21 Mar In Captivity: Week 1
It’s been a busy week in captivity. Lots of things to work out about the new regime of solitude and zealous cleanliness. Don’t get me wrong. I’ve not been a slob in the past. But my hygiene standards have reached new, almost super-human levels. There are unwelcome side effects, like my dry, scaly hands. I fear a return to some primordial and aquatic form of life from my wrists down.
The cleaning business is more complicated than I expected. There’s always a little bit of doubt about whether or not every corner or surface has been dealt with or if I’ve laid something down momentarily and in error so that I have to clean it a second time. I suppose it will all become second nature by and by. Taking in the post or any deliveries, for example. I slip on the rubber gloves, wipe things before opening them up but then where do I lay the wrapping material down while I extract the item? Then where do I lay the item while I safely slip the packaging into the recycling box and hope whatever might linger there is gone by the time the dustmen come to pick it up – or that they’ll be wearing gloves? With a large package you can get yourself into some awkward positions – head down, bum in the air, left arm at full stretch to reach a safe surface while the right one anchors you. Thank goodness I’m keeping up solo sessions of Pilates and yoga…
There’s comedy. If only it weren’t so serious.
Time has flown by though I have little to show for it. I know there’s been a lot of pottering. It’s felt like idling time: engine running but no forward movement. Adjusting to the outward things, the practicalities, is relatively easy. The internal adjustments are more difficult. After the shock, the novelty in a sense, there’s the creeping realisation that life needs to change. That the change is profound. And that I recognise some fear running underneath. It challenges my sense of equilibrium. I think it will all take a while to settle.
So, the practicalities are a kindness in a way. A refuge.
Like the many snatched half hours spent scanning the digital world for loo roll. Unsuccessfully hitherto. Thankfully, we’re OK for the short-term, while contemplating the option of doing a deal with our neighbour to relieve her of her Daily Mail every couple of days. They write the stuff so why not wipe the stuff too? If you get my drift.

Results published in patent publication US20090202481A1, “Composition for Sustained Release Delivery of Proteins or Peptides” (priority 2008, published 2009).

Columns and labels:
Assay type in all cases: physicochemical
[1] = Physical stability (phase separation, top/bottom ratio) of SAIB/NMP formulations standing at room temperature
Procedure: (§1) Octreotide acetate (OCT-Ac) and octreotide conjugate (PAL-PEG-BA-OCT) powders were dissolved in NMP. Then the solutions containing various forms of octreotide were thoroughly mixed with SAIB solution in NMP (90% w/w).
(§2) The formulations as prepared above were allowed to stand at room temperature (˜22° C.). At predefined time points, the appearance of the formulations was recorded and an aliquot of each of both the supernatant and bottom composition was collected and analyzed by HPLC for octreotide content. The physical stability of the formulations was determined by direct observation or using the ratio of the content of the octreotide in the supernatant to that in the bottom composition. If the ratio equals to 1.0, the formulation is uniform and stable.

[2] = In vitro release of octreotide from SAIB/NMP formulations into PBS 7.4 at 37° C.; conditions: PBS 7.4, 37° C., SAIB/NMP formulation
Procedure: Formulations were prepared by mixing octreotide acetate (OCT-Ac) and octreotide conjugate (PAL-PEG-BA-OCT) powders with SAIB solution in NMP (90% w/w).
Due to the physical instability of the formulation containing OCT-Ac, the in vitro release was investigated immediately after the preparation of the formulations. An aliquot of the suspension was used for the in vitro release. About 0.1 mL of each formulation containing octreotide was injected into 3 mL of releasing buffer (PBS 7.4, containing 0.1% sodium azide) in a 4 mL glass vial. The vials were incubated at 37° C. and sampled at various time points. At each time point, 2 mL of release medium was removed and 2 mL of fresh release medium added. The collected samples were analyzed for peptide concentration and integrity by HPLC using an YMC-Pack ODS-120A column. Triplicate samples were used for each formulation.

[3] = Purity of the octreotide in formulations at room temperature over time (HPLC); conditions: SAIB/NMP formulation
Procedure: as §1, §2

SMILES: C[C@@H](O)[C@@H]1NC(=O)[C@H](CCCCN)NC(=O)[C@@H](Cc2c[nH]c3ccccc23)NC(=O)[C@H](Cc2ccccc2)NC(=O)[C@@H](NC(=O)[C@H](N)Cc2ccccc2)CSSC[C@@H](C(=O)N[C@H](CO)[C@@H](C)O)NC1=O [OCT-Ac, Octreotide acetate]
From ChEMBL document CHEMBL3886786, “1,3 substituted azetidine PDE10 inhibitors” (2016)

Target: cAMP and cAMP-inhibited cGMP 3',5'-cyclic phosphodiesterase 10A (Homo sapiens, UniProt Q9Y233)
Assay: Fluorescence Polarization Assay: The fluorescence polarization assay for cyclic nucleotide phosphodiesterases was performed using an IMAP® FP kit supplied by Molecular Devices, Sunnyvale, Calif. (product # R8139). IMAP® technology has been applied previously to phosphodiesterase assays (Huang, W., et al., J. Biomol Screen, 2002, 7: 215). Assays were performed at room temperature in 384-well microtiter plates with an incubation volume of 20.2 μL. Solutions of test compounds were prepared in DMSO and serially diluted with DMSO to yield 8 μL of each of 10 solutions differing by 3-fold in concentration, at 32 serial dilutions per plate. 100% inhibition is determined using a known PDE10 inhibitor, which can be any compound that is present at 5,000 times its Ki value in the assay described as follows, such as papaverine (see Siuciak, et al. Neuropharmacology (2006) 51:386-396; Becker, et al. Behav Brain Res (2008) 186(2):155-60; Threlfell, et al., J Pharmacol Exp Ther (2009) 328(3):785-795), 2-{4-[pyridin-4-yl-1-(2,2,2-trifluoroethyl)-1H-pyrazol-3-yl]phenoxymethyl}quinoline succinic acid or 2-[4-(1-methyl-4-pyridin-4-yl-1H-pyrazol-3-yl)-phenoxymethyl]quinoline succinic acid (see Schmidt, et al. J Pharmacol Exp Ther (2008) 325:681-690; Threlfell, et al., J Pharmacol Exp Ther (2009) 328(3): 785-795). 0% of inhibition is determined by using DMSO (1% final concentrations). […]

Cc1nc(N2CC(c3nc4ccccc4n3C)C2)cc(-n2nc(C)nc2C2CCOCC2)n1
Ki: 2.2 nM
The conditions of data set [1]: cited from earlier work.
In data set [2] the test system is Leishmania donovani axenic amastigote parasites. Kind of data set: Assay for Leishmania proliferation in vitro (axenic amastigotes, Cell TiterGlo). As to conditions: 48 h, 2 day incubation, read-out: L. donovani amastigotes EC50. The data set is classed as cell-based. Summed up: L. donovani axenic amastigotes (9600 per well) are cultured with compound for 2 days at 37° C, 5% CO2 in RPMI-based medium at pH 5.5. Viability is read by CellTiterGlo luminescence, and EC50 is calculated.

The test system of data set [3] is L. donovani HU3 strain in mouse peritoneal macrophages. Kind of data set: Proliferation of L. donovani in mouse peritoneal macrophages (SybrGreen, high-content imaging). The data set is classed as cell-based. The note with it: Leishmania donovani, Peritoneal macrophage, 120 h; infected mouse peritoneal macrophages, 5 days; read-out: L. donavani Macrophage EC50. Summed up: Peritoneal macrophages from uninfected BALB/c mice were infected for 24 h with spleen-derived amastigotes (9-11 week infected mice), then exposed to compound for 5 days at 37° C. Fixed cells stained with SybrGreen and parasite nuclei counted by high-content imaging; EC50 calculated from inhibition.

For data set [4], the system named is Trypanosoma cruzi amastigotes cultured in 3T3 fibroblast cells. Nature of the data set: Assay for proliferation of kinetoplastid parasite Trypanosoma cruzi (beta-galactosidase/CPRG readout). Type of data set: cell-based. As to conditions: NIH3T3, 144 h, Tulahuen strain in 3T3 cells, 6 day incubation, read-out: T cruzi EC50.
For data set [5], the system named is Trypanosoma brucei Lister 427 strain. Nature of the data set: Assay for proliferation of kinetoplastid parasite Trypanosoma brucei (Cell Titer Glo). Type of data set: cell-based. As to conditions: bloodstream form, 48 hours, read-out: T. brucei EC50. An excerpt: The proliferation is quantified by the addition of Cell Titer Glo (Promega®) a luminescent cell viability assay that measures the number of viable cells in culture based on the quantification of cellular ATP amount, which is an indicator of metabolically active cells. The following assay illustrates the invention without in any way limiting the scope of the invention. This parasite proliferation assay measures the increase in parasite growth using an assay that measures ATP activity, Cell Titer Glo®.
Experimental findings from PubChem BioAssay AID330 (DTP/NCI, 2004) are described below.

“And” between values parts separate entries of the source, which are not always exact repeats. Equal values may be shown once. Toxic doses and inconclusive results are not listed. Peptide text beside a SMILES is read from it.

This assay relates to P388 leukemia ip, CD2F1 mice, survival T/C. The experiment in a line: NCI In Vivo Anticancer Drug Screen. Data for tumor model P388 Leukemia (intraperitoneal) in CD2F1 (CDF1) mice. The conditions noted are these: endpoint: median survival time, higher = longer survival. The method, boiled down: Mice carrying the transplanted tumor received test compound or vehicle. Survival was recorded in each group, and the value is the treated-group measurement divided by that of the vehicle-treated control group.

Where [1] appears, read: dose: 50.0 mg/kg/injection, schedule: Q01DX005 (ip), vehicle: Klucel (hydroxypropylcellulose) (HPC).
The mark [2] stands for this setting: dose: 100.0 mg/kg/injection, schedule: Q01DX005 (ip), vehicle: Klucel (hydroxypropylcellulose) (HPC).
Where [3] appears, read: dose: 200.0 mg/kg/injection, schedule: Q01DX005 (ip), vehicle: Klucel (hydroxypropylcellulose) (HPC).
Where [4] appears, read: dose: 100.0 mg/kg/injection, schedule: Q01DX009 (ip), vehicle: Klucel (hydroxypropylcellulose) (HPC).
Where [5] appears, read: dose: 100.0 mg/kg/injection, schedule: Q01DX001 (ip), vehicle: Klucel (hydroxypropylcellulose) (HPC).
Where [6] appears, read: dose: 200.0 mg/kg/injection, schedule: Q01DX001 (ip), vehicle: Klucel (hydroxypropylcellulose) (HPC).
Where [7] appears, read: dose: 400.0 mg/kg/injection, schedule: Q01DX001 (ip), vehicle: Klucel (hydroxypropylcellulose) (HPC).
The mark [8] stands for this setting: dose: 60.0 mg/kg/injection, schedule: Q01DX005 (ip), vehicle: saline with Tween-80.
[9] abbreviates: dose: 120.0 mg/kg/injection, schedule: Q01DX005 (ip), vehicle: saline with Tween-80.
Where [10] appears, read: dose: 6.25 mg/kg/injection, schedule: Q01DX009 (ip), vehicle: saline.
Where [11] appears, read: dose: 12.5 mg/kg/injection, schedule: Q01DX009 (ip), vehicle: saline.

Had my first foray into online grocery shopping, which was not wholly successful either not just because the loo rolls failed to materialise. My shopping mind is visual and spatial as is my internal audit of the fridge and the kitchen cupboards before I set out. Admittedly, this is not always fool-proof, so, yes, I always go to the supermarket with a list. But my lists leave scope for improvisation. I’m a very messy cook who likes to go off script. The same applies to buying food. And, like eating, food shopping is a highly visual, three-dimensional experience for me. I blame my mother – her perfectly-formed angel cakes dusted with icing sugar set on a pretty plate with a paper doily if guests were in impressed on me that looks are important. And if it looks good it usually tastes better. So, my relationship with food is, I’m afraid, significantly based on looks. I know – I’m just a superficial gal! But there you have it. So, I have learned something about myself in this first week of the new world order. Not sure it’s a sign of personal growth or even a cause for celebration. But it’s something.
Anyway, the delivery arrived and I will have to give some thought to what to do with the three tubes of tomato puree and the litre of passata. Honestly, I wasn’t stockpiling. I was just incompetent. At least they’ll last. The two oversize bags of parsley were a particular concern until a little window with a picture of tabbouleh salad popped into my head. Something for a lunch one day after the five enormous leeks have been transformed into a soup. You see, you can click on the little picture of leeks but you can’t tell them to only deliver three if they’re HUGE. As well as coming to terms with a degree of online incompetence, there has also been the entirely novel experience of unpacking the groceries wearing rubber gloves and having to wash them. Somehow, I had never imagined a day when I would be washing a packet of dried pasta. It felt very strange.
I have a sense, as I write, that I’m casting about, searching for some humour. Something to make this very odd moment feel human, earthly. Because some of the time it feels other-worldly, as if life has slipped into another dimension. But I know it’s not; I know it hasn’t.